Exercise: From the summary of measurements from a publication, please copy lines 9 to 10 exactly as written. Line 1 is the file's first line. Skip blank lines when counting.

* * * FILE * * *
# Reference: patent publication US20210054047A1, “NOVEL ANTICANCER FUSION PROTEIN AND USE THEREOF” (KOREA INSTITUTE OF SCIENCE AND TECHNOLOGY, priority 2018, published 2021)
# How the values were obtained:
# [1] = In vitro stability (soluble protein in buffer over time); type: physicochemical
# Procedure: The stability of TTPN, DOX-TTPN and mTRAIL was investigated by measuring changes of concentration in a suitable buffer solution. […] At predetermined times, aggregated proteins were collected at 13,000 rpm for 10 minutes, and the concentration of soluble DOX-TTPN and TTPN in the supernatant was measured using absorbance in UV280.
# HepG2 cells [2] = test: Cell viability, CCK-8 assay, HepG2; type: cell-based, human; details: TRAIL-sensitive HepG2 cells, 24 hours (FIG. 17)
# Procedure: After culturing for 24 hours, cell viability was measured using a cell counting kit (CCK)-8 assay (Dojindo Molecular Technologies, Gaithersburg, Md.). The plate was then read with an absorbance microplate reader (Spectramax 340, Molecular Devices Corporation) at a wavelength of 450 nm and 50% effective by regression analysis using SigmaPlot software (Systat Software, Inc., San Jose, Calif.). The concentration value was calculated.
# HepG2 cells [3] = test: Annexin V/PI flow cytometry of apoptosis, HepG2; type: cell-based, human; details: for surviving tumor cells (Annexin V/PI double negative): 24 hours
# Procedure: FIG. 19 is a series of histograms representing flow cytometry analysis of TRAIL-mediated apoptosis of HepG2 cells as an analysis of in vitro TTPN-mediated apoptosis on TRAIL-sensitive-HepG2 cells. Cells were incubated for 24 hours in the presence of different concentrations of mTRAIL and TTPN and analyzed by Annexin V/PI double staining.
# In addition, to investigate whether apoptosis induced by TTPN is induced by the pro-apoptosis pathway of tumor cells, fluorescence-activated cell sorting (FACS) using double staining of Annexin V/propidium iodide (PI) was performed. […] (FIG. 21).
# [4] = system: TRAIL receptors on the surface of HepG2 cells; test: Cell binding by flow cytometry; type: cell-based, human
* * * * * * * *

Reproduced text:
# In addition, to investigate whether apoptosis induced by TTPN is induced by the pro-apoptosis pathway of tumor cells, fluorescence-activated cell sorting (FACS) using double staining of Annexin V/propidium iodide (PI) was performed. […] (FIG. 21).
# [4] = system: TRAIL receptors on the surface of HepG2 cells; test: Cell binding by flow cytometry; type: cell-based, human